↗ SIL International is a non-profit organization that works with ethnolinguistic minority communities as they build their capacity for the development of their own languages. SIL’s work encompasses areas such as language development, research, training, materials development, translation, and advocacy. Members of SIL are currently working with approximately one thousand language groups on six continents. Increasingly, many of the areas in which we work use scripts that require complex rendering.
Traditionally, much of our work has been with preliterate groups, or those that are literate only in a national or trade language. In cases where there is no written form for the target language, orthography development is a significant part of our field workers’ literacy promotion efforts. There is a variety of linguistic, sociological, cultural, and political factors that play into the orthography issue, and often it is necessary to adapt the script of the national language for use with these lesser-known languages.
A country’s lesser-known languages are usually quite distinct from the national language, much less closely related in a linguistic sense than what one might think of as a “dialect.” Therefore it is common to find linguistic phenomena in the lesser-known language that are not present in the national language and which considerably complicate the issue of orthography development. For example, it may be the case that a lesser-known language is tonal, while the national language is not, and the orthographic solution involves using the standard writing system with some extra diacritics to indicate tone. Or it might have a set of sounds characterized by a certain linguistic feature, such as aspiration or breathiness, that are not present in the national language, and the desire is to add to the standard orthography a set of variant characters to represent these variant sounds.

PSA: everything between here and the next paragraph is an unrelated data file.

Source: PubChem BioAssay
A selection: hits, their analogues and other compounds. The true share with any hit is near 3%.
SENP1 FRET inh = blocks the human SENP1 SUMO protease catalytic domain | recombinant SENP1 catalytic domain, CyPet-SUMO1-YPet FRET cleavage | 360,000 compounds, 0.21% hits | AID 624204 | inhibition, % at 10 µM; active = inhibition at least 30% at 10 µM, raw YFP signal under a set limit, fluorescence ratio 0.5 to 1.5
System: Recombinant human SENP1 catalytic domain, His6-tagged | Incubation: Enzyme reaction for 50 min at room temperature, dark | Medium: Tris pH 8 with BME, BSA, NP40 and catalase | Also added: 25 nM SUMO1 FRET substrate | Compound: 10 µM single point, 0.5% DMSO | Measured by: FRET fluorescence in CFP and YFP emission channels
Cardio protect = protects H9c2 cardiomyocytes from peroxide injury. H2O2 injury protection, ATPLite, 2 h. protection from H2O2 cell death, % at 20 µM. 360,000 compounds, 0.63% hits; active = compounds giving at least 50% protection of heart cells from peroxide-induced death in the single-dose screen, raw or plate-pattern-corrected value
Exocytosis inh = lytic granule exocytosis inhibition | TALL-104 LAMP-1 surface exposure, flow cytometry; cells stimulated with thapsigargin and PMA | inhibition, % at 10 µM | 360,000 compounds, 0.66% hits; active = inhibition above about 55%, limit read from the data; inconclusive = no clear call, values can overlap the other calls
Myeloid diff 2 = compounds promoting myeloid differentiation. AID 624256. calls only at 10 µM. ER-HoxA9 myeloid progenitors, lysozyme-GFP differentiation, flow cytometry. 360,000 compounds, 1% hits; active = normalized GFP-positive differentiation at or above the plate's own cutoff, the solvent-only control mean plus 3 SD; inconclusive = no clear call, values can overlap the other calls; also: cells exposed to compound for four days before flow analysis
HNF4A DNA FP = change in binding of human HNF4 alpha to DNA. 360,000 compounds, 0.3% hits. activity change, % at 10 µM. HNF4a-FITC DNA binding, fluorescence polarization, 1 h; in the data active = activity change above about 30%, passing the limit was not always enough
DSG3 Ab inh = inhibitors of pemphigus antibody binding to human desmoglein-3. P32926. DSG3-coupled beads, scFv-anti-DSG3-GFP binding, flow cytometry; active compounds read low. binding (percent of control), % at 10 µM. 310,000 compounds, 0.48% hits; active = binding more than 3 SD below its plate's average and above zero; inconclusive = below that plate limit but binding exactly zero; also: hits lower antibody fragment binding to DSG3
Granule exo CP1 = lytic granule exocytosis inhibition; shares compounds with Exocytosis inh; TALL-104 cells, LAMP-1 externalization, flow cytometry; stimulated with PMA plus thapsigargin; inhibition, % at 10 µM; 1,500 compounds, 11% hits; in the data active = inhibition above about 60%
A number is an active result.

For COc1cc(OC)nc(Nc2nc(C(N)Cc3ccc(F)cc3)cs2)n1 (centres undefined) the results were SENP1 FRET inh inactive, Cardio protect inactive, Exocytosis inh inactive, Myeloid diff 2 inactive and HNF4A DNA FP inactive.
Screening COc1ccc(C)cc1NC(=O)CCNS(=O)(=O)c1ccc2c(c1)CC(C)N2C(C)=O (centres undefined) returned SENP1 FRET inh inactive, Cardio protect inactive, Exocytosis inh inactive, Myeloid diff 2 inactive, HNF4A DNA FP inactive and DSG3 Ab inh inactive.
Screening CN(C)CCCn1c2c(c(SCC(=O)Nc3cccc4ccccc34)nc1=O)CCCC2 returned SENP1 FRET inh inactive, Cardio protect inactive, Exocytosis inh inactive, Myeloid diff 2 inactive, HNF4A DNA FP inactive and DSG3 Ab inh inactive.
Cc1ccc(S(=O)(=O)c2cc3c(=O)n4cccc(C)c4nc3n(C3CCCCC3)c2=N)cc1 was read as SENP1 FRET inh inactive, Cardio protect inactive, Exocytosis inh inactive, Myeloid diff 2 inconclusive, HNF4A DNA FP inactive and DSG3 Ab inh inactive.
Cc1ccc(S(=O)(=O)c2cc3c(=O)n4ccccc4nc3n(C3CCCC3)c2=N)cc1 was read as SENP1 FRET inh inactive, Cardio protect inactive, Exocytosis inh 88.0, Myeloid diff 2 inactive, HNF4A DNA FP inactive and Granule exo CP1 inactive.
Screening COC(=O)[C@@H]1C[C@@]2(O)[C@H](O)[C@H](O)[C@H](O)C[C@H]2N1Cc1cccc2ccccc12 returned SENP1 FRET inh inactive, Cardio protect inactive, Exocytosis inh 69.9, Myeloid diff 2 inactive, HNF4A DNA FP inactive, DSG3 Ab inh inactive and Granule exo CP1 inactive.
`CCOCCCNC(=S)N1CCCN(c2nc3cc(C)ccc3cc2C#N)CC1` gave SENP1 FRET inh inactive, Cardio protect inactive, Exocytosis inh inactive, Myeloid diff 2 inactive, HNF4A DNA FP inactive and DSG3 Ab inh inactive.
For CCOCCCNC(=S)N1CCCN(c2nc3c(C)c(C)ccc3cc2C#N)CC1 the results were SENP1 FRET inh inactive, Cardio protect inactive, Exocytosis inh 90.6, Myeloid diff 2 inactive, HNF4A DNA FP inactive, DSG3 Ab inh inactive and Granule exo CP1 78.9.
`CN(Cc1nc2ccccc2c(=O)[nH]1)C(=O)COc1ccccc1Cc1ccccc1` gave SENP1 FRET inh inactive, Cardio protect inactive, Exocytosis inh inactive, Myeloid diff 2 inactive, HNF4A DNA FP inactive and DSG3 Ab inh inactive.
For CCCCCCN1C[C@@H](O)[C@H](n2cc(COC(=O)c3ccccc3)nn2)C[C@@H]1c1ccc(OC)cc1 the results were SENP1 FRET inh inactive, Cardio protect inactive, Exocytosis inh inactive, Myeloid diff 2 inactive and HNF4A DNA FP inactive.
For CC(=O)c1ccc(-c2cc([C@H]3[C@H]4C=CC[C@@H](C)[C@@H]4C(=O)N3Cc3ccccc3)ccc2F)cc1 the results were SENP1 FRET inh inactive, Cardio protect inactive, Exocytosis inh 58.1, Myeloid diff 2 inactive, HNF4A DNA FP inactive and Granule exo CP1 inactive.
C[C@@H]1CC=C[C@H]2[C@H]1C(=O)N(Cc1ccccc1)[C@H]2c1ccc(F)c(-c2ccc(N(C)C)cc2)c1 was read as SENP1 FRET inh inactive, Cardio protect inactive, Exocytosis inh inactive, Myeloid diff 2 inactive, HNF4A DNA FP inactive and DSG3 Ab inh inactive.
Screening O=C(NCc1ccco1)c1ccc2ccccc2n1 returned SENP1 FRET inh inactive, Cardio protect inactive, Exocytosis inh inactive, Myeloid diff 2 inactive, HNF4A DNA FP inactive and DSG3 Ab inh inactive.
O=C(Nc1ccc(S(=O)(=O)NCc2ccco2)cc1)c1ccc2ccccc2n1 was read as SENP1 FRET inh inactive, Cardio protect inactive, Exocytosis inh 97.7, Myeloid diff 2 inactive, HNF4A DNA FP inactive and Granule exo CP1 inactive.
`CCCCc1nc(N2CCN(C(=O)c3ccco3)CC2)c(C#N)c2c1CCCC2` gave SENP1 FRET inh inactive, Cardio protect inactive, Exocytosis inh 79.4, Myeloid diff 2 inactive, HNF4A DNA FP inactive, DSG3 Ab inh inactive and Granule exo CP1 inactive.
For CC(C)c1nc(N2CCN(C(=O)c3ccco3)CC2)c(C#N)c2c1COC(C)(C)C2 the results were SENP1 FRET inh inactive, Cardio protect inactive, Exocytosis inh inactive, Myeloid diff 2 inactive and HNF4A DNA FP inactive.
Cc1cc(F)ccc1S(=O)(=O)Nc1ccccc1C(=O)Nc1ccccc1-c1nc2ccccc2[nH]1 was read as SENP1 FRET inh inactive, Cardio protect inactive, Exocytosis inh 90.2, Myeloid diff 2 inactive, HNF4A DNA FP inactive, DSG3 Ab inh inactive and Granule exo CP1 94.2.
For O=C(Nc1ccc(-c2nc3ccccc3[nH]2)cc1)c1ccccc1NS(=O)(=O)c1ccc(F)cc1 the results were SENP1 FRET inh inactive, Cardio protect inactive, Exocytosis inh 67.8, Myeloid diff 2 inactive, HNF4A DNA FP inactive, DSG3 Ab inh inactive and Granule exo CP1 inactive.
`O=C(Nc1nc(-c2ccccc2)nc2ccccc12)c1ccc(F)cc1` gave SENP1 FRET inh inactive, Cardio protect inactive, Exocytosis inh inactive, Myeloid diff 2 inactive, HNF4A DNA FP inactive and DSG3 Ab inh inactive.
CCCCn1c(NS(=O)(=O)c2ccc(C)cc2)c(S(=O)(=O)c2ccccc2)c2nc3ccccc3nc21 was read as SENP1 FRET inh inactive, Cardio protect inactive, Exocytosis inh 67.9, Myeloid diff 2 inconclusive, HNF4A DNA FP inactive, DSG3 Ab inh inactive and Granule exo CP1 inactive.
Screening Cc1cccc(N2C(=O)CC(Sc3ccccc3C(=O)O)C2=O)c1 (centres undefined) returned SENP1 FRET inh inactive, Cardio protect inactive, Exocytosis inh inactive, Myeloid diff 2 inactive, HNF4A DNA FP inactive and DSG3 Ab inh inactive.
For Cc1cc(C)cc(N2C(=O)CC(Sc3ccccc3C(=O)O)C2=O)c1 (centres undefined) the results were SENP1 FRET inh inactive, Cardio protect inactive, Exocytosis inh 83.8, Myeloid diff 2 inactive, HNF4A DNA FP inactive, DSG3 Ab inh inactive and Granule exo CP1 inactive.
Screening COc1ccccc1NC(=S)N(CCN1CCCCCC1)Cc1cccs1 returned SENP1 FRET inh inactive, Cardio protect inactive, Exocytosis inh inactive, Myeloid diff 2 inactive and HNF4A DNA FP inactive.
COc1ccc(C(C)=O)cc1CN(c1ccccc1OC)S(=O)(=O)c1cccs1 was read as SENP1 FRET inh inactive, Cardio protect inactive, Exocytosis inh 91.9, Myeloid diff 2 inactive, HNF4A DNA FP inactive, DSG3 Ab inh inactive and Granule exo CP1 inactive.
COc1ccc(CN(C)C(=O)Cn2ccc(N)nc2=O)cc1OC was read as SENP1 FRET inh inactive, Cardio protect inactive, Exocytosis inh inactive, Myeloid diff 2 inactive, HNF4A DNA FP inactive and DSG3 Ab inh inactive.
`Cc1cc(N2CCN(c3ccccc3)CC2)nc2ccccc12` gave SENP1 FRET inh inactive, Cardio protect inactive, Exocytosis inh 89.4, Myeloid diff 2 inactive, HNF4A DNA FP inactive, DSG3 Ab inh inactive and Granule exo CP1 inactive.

So computer implementations of writing systems for many lesser-known languages require processing that is not supported in implementations developed for the better-known languages. Some languages use scripts that have not been implemented at all, and must be represented entirely using the Unicode Private Use Area characters. Others require a handful of special characters with complex behaviors, or have special rules about how diacritics are positioned, or how existing characters combine.
To handle the needs of the wide variety of linguistic communities where SIL works, then, we needed an extensible mechanism adequate to handle any orthographic phenomenon we might encounter in any writing system based on any modern script. The only other modern extensible smart font technology adequate to handle all the world’s writing systems is Apple’s AAT, and Macs are less accessible for use in many of the communities in which SIL works. So Graphite was originally developed specifically to meet this need on Windows, the platform used by most of our field workers. Since then Graphite has been ported to Linux, where it fills a similar role on that platform. It also became available on Mac beginning with OS 10.6.